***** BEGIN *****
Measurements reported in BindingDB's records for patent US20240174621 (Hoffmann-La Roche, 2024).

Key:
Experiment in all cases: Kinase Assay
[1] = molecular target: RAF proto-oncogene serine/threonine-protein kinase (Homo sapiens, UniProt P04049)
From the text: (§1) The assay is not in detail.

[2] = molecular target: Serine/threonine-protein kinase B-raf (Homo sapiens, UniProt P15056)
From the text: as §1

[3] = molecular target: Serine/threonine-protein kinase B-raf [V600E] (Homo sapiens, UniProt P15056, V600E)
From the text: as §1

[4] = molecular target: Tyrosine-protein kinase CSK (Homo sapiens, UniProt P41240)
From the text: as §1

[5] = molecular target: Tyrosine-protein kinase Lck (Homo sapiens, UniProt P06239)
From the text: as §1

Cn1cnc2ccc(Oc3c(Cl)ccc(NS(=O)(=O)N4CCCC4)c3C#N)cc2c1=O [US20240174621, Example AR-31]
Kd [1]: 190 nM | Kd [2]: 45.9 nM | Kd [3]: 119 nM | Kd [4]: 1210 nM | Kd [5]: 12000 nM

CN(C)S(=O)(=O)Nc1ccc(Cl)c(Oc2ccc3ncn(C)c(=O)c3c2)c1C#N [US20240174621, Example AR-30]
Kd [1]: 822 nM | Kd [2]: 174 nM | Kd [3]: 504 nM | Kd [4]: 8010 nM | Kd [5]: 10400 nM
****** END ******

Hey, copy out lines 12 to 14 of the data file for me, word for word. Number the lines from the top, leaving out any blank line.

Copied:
[5] = molecular target: Tyrosine-protein kinase Lck (Homo sapiens, UniProt P06239)
From the text: as §1

Cn1cnc2ccc(Oc3c(Cl)ccc(NS(=O)(=O)N4CCCC4)c3C#N)cc2c1=O [US20240174621, Example AR-31]